How to Make Cashew Cheese
Chef Olivia ages cashew wheels in her New York apartment to make plant-based camembert and Roquefort.
Aging cashew-based cheeses by inoculating them with specific strains of mold has quickly become one of my go-to pandemic pastimes. The result is wheels of successful plant-based camembert and Roquefort. Here's the nut cheese recipe.
Cheese Caves at Home
I have been teaching culinary classes how to make nut cheese since 2014. With a degree in neuroscience, I have always been fascinated with how to transform and mimic flavor profiles, especially when it comes to plant-based cooking. From almond "mozzarella" to tofu "feta," contriving the texture and taste of cheese while using whole food ingredients has always been something I gravitate to as a chef.
Enter the pandemic. Partially inspired by extra time to research and very much so by a canceled trip to Paris to study food cultures with my NYU graduate food studies program, I decided to ferment my feelings by ordering cheese cultures from France instead. I am currently inoculating two types of cashew-based cheeses: a Roquefort and camembert. I keep them in separate rooms in my Brooklyn apartment in climate-controlled, 52 F converted wine fridges, or as I like to call them, cheese caves. All three light up in blue LED fashion and will be quite the decor pieces once dinner parties become the norm again.
How To Make Nut Cheese
The general procedure to begin is soaking the cashews overnight. I try my best to buy organic and ethically sourced nuts. The next step is to pour boiling water all over them to sterilize and then blend into a thick paste consistency, adding water as needed. You cool the mixture and stir in the cultures — that’s it! I am inoculating with plant-specific mesophilic cultures. The camembert requires Geotrichum, Candidum and Penicillium Candidum, and Roquefort uses MD88, mesophilic cultures and Penecillum. Each contributes to texture, flavor and appearance. A batch consists of four cups of cashews and yields four 6-ounce wheels.
Once inoculated, the mixture is covered and ferments for a day at room temperature and then is shaped into wheels and salted to help the mold to grow and form a rind. The wheels must be stored in sealed containers where they will not dry out. The process takes anywhere from two to six weeks. Each day, my job is to flip them onto a fresh piece of parchment paper and wick away any excess moisture. After they are firm enough to handle, they perch on a special cheese mat inside containers to encourage even mold growth (although I do find the occasional bald spot adorable).
My favorite part of the process is when they start showing their first signs of fuzz about seven days into the process. It feels like velvet. After that, growth escalates quite quickly. The cheeses are really ready to eat at any stage. For the first few days, they taste like cream cheese. The next two weeks yield a salty, creamy pecorino. They continue to mature into their camembert and Roquefort namesake flavor profiles in the week or two that follow.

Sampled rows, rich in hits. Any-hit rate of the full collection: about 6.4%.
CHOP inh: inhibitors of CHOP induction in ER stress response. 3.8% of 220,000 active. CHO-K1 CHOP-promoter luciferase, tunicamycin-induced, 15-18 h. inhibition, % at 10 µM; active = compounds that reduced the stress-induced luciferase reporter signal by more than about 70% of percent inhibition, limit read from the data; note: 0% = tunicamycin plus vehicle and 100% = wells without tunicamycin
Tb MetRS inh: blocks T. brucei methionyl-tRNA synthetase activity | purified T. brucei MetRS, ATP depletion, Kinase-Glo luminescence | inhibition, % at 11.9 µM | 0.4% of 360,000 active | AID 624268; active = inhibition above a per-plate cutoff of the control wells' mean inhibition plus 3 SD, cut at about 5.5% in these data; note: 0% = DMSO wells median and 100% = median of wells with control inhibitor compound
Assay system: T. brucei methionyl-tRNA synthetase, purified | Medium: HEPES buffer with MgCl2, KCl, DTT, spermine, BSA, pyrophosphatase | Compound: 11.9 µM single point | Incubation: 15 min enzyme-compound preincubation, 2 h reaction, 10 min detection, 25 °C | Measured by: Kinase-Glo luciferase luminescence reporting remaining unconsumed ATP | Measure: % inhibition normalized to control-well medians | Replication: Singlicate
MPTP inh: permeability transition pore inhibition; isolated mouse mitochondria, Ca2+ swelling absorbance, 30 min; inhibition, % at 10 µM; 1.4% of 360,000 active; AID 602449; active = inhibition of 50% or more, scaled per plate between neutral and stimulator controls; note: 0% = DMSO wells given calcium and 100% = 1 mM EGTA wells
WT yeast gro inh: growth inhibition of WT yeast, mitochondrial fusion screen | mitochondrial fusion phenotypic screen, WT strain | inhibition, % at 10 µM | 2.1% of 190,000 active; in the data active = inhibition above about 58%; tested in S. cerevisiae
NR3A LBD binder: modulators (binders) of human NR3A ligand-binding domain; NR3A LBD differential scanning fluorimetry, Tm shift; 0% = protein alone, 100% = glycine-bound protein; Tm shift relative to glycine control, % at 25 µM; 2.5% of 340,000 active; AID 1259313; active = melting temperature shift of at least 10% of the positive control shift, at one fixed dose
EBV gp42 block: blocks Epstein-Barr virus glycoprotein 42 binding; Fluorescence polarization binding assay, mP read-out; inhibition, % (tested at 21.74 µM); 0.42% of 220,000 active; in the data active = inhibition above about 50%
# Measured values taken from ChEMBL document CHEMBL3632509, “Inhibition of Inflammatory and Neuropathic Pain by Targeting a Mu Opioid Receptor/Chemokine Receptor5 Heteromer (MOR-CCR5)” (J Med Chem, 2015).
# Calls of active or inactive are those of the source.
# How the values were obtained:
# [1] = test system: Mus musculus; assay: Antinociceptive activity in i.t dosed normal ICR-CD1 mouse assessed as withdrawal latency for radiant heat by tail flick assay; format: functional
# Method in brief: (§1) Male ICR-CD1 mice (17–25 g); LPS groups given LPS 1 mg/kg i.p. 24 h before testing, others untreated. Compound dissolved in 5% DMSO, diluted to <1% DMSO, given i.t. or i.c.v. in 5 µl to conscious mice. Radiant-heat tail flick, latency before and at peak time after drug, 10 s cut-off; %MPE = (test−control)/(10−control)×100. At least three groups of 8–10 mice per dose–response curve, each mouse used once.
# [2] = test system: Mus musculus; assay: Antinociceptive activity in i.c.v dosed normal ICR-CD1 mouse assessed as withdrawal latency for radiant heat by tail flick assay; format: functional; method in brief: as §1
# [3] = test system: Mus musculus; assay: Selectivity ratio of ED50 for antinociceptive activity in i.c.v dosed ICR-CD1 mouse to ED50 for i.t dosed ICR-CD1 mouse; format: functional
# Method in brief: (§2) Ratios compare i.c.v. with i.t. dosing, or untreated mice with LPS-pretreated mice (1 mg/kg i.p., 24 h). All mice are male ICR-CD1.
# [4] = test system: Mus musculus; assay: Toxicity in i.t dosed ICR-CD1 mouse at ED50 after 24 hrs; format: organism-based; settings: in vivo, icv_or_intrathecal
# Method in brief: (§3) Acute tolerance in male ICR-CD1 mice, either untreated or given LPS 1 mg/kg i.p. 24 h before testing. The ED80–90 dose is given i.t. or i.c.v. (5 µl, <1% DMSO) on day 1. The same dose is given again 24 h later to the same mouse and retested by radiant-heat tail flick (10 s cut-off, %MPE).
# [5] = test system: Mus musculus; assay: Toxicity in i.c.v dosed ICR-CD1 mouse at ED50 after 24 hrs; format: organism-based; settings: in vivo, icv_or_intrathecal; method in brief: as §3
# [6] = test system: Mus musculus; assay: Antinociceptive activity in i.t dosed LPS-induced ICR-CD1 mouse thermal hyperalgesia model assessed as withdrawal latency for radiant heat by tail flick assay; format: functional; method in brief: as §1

Fermented Nut Cheese
I’ve been successful with these fermentation experiments largely because of the sanitation and temperature control practices I implemented from the start. Every container is clearly labeled with start and end dates. When fermenting, I like to use proven recipes and downloaded an e-book from Thomas, the Paris-based blogger behind Full Of Plants.
These cheese trials taught me the importance of climate and moisture control. One has to take precautions when dealing with mold, so I wear gloves and a mask when caring for them daily. The importance of keeping different molds isolated in separate rooms cannot be overemphasized. I also have an effective central air ventilation system and even have house plants littered around the apartment that are known for their removal of excess mold spores in the air.
The general consensus from those who have sampled the cashew wheels is that they taste like cheese. It brings up the existential question: Does dairy make cheese, cheese, in the first place, or are the mold varieties responsible for the flavor development? I do find these plant-based wheels more satiating and less addictive because of the lack of trophic hormones usually found in wheels made with dairy. There is also something so satisfying in savoring something you cared for daily.
These wheels have quickly become a staple in my diet as much as caring for them is part of my daily routine. My current favorite way to enjoy the nut cheese is slathered on warm, baked rye sourdough. Cashew cheese is also fantastic with sprouted seed crackers I make in my dehydrator or microgreens I grow on my fire escape (another pandemic-generated pastime). The wheels actually make for a convenient portable lunch or the perfect socially distant picnic contribution.
Follow @oliviathechef for more cheese updates, and visit oliviathechef.com for resources on what to purchase to get your own batches going. Hopefully, I'll host in-person classes on this methodology at ICE soon — once it is safe to do so.
In the meantime, you can study plant-based food with Chef Olivia in Health-Supportive Culinary Arts.